Playing for sister, and with Grayson Murray on his mind, Davis Riley ends somber week with an unexpected win

It’s easy to think of Scottie Scheffler as inevitable. When he fired a third-round 63 Saturday at the Charles Schwab Challenge in Fort Worth, Texas, and climbed into second place just four shots behind Davis Riley, the impulse was to expect the tournament to culminate in another victory for the World No. 1 playing close to his Dallas home.

Riley, ranked 250th in the world, decided to make his highly decorated playing partner earn it. And Scheffler couldn’t summon the goods. And he would have had to be really good to catch his fellow Texas resident.

Displaying the kind of punctilious ball striking that had helped him take control through 54 holes, Riley never gave Scheffler many openings and went on to an impressive five-stroke victory Sunday at breezy and broiling Colonial Country Club. An even-par 70 was more than good enough for Riley to capture his second PGA Tour title and his first individual crown after breaking through last year with Nick Hardy in the Zurich Classic of New Orleans team event.

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More than once after posting a career-low 14-under 266, Riley summed up the challenge—that is the name on the marquee—of the final round, saying, “when you’ve got the World No. 1 golfer breathing down your neck you know it’s going to be difficult.”

And yet Riley, 27, who came into the week with just one top-25 finish while missing cuts in half of his 14 starts this year, made it look kind of easy in collecting $1.638 million.

Scheffler, who shot 71 and tied for second with Keegan Bradley at 271, contributed to that by simply being a little bit off on a revamped Colonial layout that got firmer and faster as sun and wind worked it over.

“I just wasn’t able to put as much pressure as I would have hoped to put on Davis early in the round and he just kind of cruised all day,” said Scheffler, who has 11 top-10 finishes in 12 events this year, proving there is no neck he won’t breathe down. “He [Riley] played great golf. He made that bogey on 2 and answered it really quick with a birdie on 4 and didn’t really give us much of an opening today; just continued to cruise and play great golf. So it was a well-earned win for him.”

The proceedings—subdued by the tragic news of tour player Grayson Murray’s passing at age 30 on Saturday—turned strongly in Riley’s favor at the par-3 fourth hole, where Scheffler made bogey after a poor tee shot while Riley rolled in a 27-footer for birdie. A poor drive at the fifth led to another bogey, and Scheffler was providing exactly the kind of extra breathing room Riley undoubtedly relished, though he admitted, “not really any shot lead is too comfortable.”

Thanks to an eight-foot birdie at the ninth, Riley turned in even par to go six shots ahead. That seemed comfortable. When Scheffler chopped up the 10th for another bogey and then found jail off the tee at the par-5 11th that resulted in an unsatisfying par, he lost two more shots to Riley and his hopes for a fifth win this season were extinguished.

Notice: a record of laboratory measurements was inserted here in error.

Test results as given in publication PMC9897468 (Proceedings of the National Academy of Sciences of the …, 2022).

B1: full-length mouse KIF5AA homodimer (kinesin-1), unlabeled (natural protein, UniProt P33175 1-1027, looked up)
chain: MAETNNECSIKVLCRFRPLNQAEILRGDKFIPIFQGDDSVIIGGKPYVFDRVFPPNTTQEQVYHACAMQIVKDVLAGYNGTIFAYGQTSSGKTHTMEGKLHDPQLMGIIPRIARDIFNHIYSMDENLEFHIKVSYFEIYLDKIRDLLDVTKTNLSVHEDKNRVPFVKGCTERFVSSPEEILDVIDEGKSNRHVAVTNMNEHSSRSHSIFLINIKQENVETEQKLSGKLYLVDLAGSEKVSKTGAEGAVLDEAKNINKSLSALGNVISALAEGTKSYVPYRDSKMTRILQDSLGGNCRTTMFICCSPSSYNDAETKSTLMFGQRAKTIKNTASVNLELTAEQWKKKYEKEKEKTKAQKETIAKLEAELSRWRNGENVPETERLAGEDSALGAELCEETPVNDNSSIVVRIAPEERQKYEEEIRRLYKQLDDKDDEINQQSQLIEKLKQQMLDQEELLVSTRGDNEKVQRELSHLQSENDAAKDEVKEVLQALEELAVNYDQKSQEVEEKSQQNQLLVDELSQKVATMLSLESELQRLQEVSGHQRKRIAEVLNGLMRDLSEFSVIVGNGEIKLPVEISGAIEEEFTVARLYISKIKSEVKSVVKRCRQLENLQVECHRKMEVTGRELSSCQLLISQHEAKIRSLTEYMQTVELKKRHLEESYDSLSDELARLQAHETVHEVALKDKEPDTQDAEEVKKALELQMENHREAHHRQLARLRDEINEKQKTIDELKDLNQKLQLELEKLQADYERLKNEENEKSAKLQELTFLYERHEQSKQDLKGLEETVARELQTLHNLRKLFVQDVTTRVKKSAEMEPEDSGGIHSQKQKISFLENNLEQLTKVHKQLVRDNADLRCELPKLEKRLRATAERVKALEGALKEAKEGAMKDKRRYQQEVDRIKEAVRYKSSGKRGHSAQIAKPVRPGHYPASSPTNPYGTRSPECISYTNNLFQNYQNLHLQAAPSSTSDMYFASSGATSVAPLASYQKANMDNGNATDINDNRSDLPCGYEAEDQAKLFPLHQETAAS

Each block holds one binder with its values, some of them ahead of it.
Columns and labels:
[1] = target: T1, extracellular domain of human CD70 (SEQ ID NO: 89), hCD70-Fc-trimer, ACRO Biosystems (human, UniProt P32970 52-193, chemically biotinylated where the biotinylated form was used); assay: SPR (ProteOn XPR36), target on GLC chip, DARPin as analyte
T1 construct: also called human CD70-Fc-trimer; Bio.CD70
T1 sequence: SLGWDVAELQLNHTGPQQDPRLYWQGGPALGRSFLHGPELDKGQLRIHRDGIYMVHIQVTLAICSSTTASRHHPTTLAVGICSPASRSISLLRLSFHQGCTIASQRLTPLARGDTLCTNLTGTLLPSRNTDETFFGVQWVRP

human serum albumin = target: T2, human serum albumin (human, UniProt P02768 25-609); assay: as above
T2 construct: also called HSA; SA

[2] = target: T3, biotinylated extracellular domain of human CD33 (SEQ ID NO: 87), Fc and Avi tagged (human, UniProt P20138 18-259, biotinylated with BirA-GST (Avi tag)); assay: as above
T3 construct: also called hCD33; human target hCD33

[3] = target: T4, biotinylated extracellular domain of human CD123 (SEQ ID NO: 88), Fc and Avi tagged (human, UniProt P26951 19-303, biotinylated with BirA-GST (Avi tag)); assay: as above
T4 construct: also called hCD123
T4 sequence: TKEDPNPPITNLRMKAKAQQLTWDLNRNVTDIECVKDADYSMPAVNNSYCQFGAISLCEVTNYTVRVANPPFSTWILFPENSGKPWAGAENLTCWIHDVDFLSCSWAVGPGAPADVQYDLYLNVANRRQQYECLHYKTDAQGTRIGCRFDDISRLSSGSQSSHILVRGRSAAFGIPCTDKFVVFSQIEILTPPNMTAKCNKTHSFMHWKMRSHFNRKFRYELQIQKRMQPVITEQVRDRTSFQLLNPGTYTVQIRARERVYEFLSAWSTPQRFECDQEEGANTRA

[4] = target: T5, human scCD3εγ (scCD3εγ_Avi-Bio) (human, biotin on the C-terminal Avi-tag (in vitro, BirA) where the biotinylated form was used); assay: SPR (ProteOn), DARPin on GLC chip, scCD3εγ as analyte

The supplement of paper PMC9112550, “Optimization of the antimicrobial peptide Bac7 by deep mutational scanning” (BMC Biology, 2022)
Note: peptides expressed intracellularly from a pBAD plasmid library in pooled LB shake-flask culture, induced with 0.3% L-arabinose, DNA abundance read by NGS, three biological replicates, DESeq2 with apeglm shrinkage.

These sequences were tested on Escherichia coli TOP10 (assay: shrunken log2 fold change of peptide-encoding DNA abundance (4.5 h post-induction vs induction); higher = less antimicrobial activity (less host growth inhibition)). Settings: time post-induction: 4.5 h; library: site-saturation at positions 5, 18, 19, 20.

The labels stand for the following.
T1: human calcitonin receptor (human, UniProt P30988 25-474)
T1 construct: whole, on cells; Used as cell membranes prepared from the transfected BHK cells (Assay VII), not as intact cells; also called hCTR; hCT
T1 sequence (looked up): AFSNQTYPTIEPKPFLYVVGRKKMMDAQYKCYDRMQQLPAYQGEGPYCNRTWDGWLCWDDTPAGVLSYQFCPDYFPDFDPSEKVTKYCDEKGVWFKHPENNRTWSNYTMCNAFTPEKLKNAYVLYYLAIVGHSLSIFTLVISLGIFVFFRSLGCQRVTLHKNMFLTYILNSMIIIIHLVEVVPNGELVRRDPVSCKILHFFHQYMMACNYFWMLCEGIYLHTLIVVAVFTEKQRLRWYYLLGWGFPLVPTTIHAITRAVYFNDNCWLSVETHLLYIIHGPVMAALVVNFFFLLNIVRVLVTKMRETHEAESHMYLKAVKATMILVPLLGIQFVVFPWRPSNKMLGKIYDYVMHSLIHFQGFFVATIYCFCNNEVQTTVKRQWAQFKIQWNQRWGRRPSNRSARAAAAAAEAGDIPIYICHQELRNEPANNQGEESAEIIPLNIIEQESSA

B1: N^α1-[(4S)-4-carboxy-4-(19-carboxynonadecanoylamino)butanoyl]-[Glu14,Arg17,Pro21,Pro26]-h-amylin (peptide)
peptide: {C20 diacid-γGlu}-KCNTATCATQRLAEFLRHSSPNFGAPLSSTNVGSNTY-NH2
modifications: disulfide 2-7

Riley’s lead at one point slipped to four over Bradley, who closed with a 67 and had nosed ahead of Scheffler. But the Mississippi native put an exclamation point on his victory with dart to three feet at the 17th after his tee shot found a divot in the fairway. Bradley’s runner-up finish was his second of the year. The first came at the Sony Open in Hawaii when he lost in a playoff to Murray.

“I thought about him all day today,” Bradley admitted.

Davis Riley celebrates with his new Corvette Stingray after winning the Charles Schwab Challenge at Colonial Country Club.

Sam Hodde

Now a resident in nearby Addison, Texas, Riley’s turnaround is due, in part, to reuniting with swing coach Jeff Smith. A few tweaks had him swinging the club with a more reliability. It was exactly what he needed.

“I was looking to get the season going a little bit, to get a win to catapult me and hopefully this sets me up for the rest of the year,” said Riley, who jumped to 78th in the world.

The final few days of the Charles Schwab Challenge were notably somber as players processed the news that Murray had died. Things took an even sadder turn when Murray’s parents released a statement Sunday saying that their son had taken his own life.

Meanwhile, Riley already was dealing with his own emotional struggle. The week before, his sister Caroline suffered a seizure at work, and a subsequent CAT scan revealed a tumor on her brain. She underwent surgery immediately. Fortunately, the operation was successful, and a biopsy showed that the tumor was benign. Until he received that news, Riley was thinking of withdrawing.

“Honestly, I was a little beside myself for most of the week last week, but my parents told me that my sister wanted me to go out there and play and compete and do what I love and that meant the world to me,” he said.

Even amid the euphoria of his first solo victory, Riley confronted the sobering news that had cast a pall over Colonial. Just as his sister had told him to go out and compete this past week, so had Grayson Murray’s parents asked that the tour event in Fort Worth continue. Riley wouldn’t have won if he hadn’t played or if the event had been canceled.

“Obviously, a super sad day in the golf world,” Riley said. “My heart just goes out to him and his family. There was definitely a little extra to play for today.”

And, really, if he and his peers learn a lesson, there’s a little extra every day thereafter.

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